Khatib describes the surgery as revolutionary. “By immediately implanting the dental prosthesis, the need for multiple surgeries is eliminated. It allows for complete dental reconstruction months before traditional treatment options.”  

Dean of the James B. Edwards College of Dental Medicine, Sarandeep Huja, D.D.S., Ph.D., is focused on continuing to increase innovation and technological advances in dental education and patient care. He is delighted to have recruited Khatib, adding a highly specialized surgeon to the faculty and enabling the college to offer this groundbreaking surgical technique to patients throughout the state and region.

“Dr. Khatib’s ‘Jaw in a Day’ surgery is a substantial addition to the innovation that occurs at our college. We are proud to be one of the few centers in the country to offer this procedure. The skill set and knowledge Dr. Khatib has brought to the University will help us continue to pave the way in Oral and Maxillofacial Surgery.”

Youngest Patient

Khatib operated on Arionna on March 1, and the Charleston freshman is doing well — progressing, he said, right on schedule. It was his second such surgery at MUSC. The first was Feb. 22 on a 17-year-old patient. Both are eating food, although Arionna is still on soft food, and she is already walking.

Arionna has the distinction of being the youngest patient ever to have had this procedure on her mandible. Hers was a significantly larger resection than the first MUSC Health patient since it involved two sections of her jaw. In fact, Khatib built Arionna an entirely new chin in a specialized procedure called double barreling.

Prior to coming to MUSC last August, Khatib had performed five such procedures at the Head and Neck Institute and Providence Cancer Center in Portland, Oregon, where he completed fellowships in craniomaxillofacial trauma and reconstructive surgery and also head and neck oncologic and microvascular reconstructive surgery, working with the pioneers in the field.

Dentists Lecholop, Steed and Khatib
Dr. Michael Lecholop, Dr. Marty Steed and Dr. Baber Khatib work together on Jaw in a Day procedures. Photo by Meggan Gindhart

The tumor Arionna had typically occurs between the ages of 10 and 30, and when caught by dentists and oral surgeons can be treated successfully. Tumors of the mandible are usually benign but can be cancerous. Ameloblastomas are extremely aggressive and locally destructive, and even though they are usually not malignant, they have a high recurrence rate if not caught early and managed appropriately, Khatib said.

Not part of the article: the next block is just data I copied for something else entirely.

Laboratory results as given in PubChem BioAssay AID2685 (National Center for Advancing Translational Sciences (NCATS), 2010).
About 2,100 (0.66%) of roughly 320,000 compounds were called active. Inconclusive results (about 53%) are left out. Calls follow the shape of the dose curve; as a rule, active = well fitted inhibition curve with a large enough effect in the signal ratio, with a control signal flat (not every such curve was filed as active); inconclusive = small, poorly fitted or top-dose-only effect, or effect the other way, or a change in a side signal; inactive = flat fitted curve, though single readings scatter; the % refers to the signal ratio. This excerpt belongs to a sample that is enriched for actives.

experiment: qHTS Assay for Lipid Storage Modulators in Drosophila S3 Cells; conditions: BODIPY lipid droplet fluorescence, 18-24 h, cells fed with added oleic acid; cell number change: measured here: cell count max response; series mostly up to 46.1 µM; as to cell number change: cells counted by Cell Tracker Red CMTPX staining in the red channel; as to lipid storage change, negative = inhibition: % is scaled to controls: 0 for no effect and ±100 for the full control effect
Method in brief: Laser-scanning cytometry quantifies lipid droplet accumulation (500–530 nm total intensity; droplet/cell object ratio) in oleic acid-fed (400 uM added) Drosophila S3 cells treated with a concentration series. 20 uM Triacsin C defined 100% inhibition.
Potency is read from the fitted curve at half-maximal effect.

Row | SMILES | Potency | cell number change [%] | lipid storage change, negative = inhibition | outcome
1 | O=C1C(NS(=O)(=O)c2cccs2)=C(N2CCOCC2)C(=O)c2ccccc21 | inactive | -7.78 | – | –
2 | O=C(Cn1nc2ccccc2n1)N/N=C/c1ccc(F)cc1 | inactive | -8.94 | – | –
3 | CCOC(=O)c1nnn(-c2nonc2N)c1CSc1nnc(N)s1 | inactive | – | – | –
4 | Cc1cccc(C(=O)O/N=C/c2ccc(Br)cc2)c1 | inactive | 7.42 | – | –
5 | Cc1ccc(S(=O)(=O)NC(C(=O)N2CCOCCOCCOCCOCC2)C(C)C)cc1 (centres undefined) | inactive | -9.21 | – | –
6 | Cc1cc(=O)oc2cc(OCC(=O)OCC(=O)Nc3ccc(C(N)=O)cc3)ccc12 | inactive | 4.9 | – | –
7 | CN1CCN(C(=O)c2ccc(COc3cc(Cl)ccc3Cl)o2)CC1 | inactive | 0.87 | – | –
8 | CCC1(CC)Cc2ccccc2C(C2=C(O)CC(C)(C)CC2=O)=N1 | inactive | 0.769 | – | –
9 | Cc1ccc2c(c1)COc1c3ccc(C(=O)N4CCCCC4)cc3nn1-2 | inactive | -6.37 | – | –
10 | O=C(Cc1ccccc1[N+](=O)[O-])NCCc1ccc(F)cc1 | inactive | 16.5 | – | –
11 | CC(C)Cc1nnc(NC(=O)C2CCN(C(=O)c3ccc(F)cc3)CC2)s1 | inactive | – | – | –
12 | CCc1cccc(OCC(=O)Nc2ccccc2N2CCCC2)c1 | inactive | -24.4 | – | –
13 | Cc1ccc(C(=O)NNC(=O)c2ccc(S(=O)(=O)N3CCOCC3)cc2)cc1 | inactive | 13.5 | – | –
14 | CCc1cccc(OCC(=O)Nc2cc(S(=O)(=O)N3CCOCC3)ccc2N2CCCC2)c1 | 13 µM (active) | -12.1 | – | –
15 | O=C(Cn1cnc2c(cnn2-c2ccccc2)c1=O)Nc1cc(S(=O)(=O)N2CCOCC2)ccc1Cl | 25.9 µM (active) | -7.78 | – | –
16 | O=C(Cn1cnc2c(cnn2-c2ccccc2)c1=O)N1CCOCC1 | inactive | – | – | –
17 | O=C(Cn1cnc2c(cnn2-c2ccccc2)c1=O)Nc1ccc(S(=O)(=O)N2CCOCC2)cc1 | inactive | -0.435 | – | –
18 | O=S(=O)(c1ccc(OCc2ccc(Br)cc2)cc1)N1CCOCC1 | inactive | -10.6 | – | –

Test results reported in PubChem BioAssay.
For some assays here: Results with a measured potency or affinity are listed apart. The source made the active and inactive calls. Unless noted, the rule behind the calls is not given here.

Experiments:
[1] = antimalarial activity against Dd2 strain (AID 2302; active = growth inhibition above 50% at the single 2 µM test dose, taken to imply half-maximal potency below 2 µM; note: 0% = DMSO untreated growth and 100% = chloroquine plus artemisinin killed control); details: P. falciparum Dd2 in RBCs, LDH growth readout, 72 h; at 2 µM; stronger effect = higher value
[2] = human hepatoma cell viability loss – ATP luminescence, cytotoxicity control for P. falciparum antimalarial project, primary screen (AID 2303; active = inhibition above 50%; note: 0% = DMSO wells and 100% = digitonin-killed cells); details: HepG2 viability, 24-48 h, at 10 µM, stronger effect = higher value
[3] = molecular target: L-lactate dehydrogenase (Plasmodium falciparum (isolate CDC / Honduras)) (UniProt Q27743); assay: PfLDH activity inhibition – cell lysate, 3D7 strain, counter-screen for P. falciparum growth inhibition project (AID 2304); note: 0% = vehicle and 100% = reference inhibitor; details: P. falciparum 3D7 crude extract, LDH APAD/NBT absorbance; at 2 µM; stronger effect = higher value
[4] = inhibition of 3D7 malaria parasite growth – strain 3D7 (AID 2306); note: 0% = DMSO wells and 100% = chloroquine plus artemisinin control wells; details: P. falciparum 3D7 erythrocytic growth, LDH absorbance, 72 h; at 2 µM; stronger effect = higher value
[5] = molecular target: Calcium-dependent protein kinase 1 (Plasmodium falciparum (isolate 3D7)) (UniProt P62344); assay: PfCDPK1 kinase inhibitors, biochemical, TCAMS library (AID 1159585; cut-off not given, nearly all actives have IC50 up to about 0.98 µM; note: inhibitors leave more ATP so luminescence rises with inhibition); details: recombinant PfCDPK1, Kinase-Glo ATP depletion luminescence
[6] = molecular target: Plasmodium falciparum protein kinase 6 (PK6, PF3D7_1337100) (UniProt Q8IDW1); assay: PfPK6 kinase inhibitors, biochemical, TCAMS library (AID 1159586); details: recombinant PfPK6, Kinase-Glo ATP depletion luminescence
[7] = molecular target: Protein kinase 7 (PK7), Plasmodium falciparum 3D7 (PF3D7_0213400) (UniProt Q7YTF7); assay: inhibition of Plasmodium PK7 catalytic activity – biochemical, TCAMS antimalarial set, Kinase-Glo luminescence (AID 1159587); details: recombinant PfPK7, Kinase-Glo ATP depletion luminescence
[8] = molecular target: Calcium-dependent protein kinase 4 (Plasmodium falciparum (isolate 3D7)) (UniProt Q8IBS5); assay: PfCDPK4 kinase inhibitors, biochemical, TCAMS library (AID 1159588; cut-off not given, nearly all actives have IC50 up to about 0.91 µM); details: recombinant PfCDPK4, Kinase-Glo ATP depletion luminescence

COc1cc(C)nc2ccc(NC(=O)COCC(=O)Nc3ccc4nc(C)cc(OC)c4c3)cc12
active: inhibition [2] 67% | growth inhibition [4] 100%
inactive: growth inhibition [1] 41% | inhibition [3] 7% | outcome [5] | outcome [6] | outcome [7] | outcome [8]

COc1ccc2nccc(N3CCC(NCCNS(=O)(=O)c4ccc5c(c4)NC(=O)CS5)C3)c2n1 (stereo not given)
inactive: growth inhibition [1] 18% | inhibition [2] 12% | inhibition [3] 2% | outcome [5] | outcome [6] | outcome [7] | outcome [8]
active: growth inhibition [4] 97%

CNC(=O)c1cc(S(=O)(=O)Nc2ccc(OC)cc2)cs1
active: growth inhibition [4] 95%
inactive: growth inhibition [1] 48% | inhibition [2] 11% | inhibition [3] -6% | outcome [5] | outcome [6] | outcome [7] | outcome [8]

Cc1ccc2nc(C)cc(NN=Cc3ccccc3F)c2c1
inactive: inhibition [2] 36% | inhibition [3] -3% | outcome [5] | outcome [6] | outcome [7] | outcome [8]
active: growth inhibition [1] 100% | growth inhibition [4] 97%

In addition to patients suffering with ameloblastomas, like the first two MUSC patients, or other tumors of the jaw, the Jaw in a Day procedure is also beneficial for patients of all ages who have suffered trauma, gunshot wounds to the face, medicine-related deterioration or who previously had jaw reconstruction or other benign pathologies.

The Old Approach

Advances in microvascular reconstructive surgery have revolutionized surgeons’ ability to correct certain defects of the jaw. The traditional approach to jaw reconstruction delayed dental implant placement by at least six months after the bone was placed. Then patients would still need to go back to the operating room for a debulking surgery, implant uncovering, possible gum lowering surgery and, finally, impressions before fabrication of a prosthesis for the replacement of teeth — a process that could take up to 1.5 years before a patient could have teeth.

Trained in both medicine and dentistry prior to his fellowships, Khatib is among a select few surgeons who possess the unique skill sets and knowledge that allow for such an intricate procedure, because the procedure involves a combined knowledge of head and neck microvascular surgery, dentistry and medicine. Now that MUSC specialists have done two successful Jaw in a Day procedures, the department is receiving referrals from in and out of state for the procedure.

Teeth for Jaw in a Day procedure
Arionna’s new teeth before being secured onto her new jaw.

Arionna and her family are thrilled with her outcome. Twelve days out, she returned to MUSC for a visit with Khatib. She’s made amazing progress, and he’s pleased. She hugged the staff and tears were plentiful all around.

“Arionna is a very special young lady. She’s going to make a wonderful CIA agent. She’s determined, bright and kind. And now, she looks and feels like herself again.”

The two have bonded through this rough ordeal. Khatib promised to take her out for pizza as soon as she heals and can eat normally again. She can’t wait. 

She feels like he’s given her her life and future back.

“Dr. K. is amazing,” she said. I especially love his sense of humor and his patience. I’m so happy he is my doctor.”

To refer a person who could benefit from this procedure or for more information, contact Khatib at khatib@musc.edu.

About the Author

Mikie Hayes